For years, I silently pondered whether Tikka, a brand renowned for its affordable quality, was ever going to introduce a rimfire rifle. After all, sister company Sako has had a rimfire on the market for years now. Well, the wait is over—the T1x MTR hit the market last year with a full array of features, and it was with genuine anticipation that I awaited the arrival of a test model. It did not disappoint.
While the T1x MTR was essentially designed as a hunting rifle, its MTR moniker (standing for “Multi-Task Rimfire”) suggests uses well beyond that singular function. In some respects, it resembles the Tikka T3x, which I’m confident was part of Tikka’s thinking given the interchangeability of shared features. Those include accessory components such as the pistol grip and fore-end. A traditional grip is offered for both rifles; it comes standard on the T1x, or it can be exchanged for a vertical pistol grip. And if you prefer a wider fore-end, a beavertail fore-end can be added.
Spacers can also be added for increasing the 13.25-inch length of pull, which fits average-sized adults and most larger youths. I found it a bit short for my wingspan, however. The stock itself is injection-molded synthetic, with 35 per cent fibreglass for more rigidity and less sensitivity to temperature changes, which improves accuracy. The stock also has a foam insert in the butt to dampen noise, and rather than standard diamond-type checkering, it sports unique contoured grooves with serrated scales for a confident grip in wet conditions—a noted improvement over the rimfires from numerous competitors.
As for the semi-heavy, 20-inch barrel, it is cold-hammer forged and threaded for a suppressor or other muzzle device. The heavier barrel essentially mimics the qualities of a target barrel, providing more stiffness for improved accuracy and better balance when shooting offhand, kneeling or sitting.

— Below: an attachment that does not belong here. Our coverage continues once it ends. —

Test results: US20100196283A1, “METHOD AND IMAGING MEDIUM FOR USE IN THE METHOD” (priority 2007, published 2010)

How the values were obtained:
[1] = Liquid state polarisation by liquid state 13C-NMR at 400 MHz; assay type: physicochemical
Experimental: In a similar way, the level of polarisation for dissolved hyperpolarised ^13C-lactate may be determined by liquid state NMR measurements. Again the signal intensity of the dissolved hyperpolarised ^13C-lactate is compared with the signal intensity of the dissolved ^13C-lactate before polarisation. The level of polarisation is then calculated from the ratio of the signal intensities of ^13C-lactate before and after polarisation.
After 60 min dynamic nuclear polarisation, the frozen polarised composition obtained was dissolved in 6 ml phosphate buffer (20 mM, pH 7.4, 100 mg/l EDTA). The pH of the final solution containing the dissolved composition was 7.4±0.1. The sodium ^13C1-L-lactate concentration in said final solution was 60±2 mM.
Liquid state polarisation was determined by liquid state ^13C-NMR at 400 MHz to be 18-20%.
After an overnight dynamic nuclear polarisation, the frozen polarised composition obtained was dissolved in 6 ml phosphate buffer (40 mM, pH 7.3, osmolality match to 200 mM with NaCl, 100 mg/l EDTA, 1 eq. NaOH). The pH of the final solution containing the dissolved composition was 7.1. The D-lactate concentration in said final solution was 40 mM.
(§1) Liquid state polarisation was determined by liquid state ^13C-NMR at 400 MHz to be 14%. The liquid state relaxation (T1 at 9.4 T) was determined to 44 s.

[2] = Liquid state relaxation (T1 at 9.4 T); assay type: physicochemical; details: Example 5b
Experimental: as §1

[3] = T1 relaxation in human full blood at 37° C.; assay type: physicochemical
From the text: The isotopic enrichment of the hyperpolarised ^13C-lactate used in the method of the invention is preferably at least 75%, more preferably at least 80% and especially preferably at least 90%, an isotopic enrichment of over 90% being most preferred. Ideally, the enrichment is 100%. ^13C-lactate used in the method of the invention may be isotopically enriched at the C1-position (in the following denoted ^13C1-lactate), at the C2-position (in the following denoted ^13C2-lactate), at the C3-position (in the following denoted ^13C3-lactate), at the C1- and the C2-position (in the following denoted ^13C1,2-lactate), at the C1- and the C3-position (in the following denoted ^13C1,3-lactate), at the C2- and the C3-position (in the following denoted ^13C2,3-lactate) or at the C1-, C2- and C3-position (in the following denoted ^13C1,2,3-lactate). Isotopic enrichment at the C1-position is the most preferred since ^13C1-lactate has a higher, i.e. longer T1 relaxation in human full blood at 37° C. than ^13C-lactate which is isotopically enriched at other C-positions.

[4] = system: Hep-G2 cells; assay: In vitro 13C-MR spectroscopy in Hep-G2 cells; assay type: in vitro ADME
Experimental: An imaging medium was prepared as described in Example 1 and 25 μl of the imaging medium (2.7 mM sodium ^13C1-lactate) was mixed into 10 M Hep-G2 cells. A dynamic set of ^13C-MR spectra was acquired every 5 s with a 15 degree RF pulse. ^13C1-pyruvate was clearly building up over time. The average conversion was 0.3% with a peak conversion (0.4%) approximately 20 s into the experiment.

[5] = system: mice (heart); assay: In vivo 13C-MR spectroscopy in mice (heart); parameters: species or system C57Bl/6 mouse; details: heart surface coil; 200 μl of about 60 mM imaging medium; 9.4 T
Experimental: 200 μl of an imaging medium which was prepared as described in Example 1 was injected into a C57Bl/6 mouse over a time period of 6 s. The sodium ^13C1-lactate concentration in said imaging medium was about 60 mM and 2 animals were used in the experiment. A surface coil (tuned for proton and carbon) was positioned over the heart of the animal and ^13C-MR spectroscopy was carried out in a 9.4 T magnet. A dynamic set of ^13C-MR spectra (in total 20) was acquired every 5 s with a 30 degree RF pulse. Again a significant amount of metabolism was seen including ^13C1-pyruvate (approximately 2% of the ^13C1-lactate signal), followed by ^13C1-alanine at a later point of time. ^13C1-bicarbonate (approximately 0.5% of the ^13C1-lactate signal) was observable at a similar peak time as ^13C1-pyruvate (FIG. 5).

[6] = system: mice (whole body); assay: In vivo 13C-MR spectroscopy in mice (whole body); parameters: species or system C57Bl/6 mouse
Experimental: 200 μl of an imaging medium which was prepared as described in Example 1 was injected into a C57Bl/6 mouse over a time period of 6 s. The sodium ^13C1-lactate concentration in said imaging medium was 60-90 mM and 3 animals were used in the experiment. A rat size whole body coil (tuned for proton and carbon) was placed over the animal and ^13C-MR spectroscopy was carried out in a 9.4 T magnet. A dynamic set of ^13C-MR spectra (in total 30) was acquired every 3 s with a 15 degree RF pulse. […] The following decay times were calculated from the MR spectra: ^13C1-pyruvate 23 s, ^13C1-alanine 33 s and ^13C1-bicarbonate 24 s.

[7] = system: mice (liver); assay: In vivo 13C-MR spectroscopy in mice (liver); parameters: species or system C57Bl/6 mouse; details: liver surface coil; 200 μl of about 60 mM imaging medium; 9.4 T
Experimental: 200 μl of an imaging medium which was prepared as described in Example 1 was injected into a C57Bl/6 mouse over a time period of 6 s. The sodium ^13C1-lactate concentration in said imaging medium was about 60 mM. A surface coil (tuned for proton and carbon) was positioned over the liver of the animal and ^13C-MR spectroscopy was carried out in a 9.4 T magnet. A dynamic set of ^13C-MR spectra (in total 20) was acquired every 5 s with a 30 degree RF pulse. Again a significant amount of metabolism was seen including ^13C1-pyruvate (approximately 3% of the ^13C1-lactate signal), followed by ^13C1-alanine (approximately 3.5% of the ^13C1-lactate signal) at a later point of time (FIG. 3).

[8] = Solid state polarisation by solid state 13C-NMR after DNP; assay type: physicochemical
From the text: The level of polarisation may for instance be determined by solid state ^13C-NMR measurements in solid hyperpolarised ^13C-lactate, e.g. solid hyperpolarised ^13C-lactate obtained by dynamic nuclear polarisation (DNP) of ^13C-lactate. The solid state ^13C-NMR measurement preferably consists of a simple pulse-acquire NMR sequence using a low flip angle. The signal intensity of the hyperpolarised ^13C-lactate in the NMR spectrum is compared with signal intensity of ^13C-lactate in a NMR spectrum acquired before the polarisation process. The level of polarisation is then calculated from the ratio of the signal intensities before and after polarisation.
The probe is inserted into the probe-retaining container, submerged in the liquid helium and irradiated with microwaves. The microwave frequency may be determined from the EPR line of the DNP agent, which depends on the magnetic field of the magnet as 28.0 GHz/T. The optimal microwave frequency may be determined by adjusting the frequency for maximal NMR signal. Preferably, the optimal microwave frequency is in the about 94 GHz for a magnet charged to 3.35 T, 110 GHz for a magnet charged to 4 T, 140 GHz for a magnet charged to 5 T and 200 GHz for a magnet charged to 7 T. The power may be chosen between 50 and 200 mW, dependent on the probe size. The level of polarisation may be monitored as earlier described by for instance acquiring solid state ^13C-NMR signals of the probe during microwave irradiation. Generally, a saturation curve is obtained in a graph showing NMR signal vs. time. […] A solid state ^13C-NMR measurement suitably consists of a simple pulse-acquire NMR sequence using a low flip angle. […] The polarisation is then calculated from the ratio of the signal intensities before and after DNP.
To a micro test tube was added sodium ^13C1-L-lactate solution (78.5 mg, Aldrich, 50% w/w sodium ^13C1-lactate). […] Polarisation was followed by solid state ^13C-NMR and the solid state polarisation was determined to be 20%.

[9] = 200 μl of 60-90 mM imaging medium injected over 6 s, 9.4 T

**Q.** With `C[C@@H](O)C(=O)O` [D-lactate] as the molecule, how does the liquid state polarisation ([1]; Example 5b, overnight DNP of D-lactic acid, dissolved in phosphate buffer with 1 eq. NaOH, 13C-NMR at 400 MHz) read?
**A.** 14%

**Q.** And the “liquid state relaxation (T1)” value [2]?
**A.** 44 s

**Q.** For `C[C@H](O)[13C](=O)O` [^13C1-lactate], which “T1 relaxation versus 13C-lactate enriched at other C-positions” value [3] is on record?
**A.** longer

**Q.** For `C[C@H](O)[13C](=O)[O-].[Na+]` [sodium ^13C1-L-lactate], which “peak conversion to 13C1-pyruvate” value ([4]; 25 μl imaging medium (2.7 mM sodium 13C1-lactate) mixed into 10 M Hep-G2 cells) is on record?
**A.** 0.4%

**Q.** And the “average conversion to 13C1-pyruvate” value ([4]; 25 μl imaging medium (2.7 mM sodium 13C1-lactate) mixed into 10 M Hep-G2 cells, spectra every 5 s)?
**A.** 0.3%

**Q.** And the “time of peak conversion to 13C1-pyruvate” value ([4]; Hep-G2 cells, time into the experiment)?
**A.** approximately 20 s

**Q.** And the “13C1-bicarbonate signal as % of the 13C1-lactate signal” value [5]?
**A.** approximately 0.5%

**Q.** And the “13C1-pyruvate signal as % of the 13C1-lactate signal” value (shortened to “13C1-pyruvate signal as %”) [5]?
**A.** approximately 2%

Meanwhile, recognizing the value of a great trigger in the accuracy game, Tikka utilizes the same trigger mechanism in the T1x as it does in its centrefire rifles. The T1x action also shares the same bedding surfaces and inlay footprint as the T3x centrefire. With that quality of bedding, the light recoil induced by the T1x rimfire will be of no consequence.
Finally, the bolt is stainless steel and, like its centrefire brethren, it operates smoothly with a reliable and flawless feed from the 10-round magazine. The 1.5-inch bolt throw is short, as one would expect in a rimfire, but if you’re looking for a larger bolt knob, it can be replaced with an aftermarket one.
When mounting a Burris 4.5-14x32mm scope on my test T1x, I noted that while it is dovetailed for rings, as well as drilled and tapped for bases, it will not accept T3x rifle rings because the dovetail grooves are too narrow. Instead, one-inch Burris rings designed for .22-grooved receivers did the trick.
I next set about checking the total weight and trigger pull. The rifle and scope combo weighed in at six pounds 12 ounces, and the trigger pull was extremely consistent between three pounds 12 ounces and three pounds 14 ounces, with two pulls at three pounds 13 ounces—simply a great trigger for a rimfire.
Overall, the rifle itself was a joy to shoot. It cycled perfectly and, with the heavier barrel, balanced extremely well. With Tikka’s Multi-Task Rimfire concept pervading my thinking, I decided to test the rifle’s accuracy at both 50 and 100 yards and, if the conditions permitted, right out to 300. I included ammo from Hornady, Federal, CCI, Winchester and Norma in three-grain weights and six different bullet designs.
The rifle shot so well, with an overall five-shot, 50-yard average of 0.457-inch groups, that half of the ammo I tested at 100 yards made into the elite 0.5-inch or better grouping (Federal fared best, above). Overall, in fact, the three-shot groups averaged 0.477 inches at 100 yards. As for the ultimate test at 300 yards, I was able to hit a 4×4-inch target with relative ease after first taking a couple of sighter shots. That is outstanding accuracy, making the addition of the T1x to the Tikka line a surefire winner.